Wilt, February 1967

By February 1967, Wilt Chamberlain and the Philadelphia 76ers were on their way to notching a historic 68-13 regular-season record. With Bill Russell and the Boston Celtics struggling to find their rhythm, NBA arenas began asking the inevitable: Were the 76ers destined to become the league’s next great dynasty? “I really can’t say,” answered Wilt, also hoping to avoid comment on the recent whispers and winks making their way down Philadelphia’s Broad Street. Some considered “in the know” claimed that Philadelphia’s seven-foot wonder was preparing to jump to the brand-new American Basketball Association. 

Damn Elevator

The hydraulic whirr stuttered, and then Jim Henneman, the Bullets’ publicity man, felt the elevator groan to a jarring. abrupt halt. Henneman jabbed the button for the lobby. Nothing. He punched again and took a deep, God-help-me breath. If only he had taken the stairs. The freight elevator was notorious for breaking down between floors of the Baltimore Civic Center.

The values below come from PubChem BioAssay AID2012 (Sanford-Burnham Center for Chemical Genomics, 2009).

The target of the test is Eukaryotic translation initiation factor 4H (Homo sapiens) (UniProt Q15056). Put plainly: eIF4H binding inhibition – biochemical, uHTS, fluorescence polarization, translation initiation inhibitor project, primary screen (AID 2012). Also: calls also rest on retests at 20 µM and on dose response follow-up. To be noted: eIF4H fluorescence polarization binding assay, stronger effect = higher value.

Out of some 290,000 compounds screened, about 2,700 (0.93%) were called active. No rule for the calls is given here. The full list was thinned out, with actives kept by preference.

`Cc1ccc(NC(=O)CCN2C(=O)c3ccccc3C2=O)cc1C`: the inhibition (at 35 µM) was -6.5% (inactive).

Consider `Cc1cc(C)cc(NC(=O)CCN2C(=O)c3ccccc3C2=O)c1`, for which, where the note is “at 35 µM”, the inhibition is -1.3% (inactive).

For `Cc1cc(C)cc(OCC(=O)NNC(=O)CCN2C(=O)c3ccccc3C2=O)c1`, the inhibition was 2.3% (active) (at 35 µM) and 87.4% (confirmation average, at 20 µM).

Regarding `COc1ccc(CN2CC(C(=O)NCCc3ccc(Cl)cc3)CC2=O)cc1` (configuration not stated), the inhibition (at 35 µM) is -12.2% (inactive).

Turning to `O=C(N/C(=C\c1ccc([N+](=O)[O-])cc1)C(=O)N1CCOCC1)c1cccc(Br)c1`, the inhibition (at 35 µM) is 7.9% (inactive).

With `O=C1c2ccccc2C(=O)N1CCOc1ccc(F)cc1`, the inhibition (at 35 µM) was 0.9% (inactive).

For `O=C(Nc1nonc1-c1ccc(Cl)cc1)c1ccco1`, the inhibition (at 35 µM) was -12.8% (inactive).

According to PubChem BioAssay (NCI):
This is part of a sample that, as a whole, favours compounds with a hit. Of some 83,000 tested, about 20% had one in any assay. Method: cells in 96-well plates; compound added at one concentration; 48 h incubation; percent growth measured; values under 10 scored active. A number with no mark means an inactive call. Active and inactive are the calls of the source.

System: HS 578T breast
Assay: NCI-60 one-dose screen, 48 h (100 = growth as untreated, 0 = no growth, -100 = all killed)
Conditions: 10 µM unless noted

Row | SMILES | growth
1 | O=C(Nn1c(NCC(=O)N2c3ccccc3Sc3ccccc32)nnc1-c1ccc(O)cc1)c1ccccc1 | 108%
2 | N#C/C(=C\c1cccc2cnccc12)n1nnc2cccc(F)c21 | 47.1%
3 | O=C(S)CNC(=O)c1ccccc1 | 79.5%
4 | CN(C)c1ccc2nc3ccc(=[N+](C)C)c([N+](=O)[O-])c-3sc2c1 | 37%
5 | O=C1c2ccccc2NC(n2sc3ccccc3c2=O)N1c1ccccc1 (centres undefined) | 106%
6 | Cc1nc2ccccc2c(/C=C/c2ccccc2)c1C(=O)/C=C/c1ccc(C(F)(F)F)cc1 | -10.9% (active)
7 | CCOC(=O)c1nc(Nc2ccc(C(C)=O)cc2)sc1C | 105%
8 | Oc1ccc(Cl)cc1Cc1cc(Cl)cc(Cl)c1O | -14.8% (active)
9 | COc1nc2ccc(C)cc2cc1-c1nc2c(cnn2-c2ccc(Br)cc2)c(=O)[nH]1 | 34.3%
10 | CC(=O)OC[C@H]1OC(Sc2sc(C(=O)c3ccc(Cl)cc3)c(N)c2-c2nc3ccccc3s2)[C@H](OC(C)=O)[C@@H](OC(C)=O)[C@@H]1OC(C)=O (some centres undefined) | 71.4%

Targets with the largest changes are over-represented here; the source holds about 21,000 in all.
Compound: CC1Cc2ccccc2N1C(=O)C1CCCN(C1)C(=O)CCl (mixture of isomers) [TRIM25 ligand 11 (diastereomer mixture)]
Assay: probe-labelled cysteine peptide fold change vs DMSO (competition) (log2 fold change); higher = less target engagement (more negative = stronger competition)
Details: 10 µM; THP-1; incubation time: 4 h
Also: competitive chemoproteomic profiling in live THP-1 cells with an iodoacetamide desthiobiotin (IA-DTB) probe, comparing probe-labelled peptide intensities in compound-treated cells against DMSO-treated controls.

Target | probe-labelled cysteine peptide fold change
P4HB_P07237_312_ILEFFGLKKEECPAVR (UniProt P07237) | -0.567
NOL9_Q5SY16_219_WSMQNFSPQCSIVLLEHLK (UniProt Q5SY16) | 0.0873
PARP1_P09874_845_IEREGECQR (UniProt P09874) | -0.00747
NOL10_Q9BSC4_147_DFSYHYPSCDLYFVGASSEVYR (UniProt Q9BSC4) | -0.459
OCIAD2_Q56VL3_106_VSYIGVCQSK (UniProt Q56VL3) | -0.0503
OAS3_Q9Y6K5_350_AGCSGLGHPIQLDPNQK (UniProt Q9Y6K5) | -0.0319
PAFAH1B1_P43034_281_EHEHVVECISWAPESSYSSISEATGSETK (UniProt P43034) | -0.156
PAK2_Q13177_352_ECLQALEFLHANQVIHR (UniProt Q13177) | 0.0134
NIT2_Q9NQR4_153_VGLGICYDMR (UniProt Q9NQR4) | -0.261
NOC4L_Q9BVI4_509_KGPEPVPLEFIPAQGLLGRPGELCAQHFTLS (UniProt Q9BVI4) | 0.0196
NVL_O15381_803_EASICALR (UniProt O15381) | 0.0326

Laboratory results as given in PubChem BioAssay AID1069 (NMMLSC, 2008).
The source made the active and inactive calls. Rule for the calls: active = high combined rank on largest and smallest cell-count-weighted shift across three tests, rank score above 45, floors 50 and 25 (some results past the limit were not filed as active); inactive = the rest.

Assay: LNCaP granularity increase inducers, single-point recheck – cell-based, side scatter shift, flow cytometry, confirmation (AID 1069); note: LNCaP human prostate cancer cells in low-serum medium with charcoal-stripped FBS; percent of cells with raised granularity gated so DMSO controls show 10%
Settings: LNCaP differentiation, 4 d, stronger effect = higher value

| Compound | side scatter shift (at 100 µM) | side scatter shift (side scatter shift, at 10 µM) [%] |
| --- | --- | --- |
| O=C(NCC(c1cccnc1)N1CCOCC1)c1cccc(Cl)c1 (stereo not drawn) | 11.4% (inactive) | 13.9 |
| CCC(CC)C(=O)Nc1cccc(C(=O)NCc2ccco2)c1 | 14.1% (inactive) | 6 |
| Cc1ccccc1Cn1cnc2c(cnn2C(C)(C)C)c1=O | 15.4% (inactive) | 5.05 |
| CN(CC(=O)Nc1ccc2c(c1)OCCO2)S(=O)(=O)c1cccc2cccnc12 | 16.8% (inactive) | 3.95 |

‘Don’t Screw Up the Team’

Since first demanding that the Bullets trade Earl Monroe, Larry Fleisher had now whittled down the list of acceptable franchises to one. the New York Knicks. For Fleisher, it was simply the best fit. The Knicks were a veteran team that remained in the NBA championship hunt. New York fans would be sophisticated enough to appreciate Monroe’s magic act whenever he flashed his Earl the Pearl mystique.

Going AWOL

Archie Clark stood dribbling the basketball at the top of the key.  Staring back at him in a stiff, crouched defensive stance was Gene Shue. Archie unleashed a quick series of head and shoulder fakes. Shue scuttled crab-like backwards. Archie gave a hard feint right and crossed over his dribble to the left. Shue scuttled forward, but it was too late.  

Phil, the Pearl, and Archie

[In October 1971, Earl Monroe entered his fifth NBA season with the Baltimore Bullets. He wanted out of Baltimore in the worst way. Over the next few days, I’ll post cut material from my recently published book, Shake and Bake, that chronicles one of the testiest trades in NBA history. Here’s part 1.] Baltimore, OctoberContinue reading “Phil, the Pearl, and Archie”

The Magnificent Monroe

[Below is text drafted for the book Shake and Bake. It didn’t make the final cut over concerns about the length of the book. Too bad. This vignette shares a truly fun-and-intimate moment between superstar and fans that would be unimaginable in today’s NBA. Enjoy!] . . . The next day brought the 76ers aContinue reading “The Magnificent Monroe”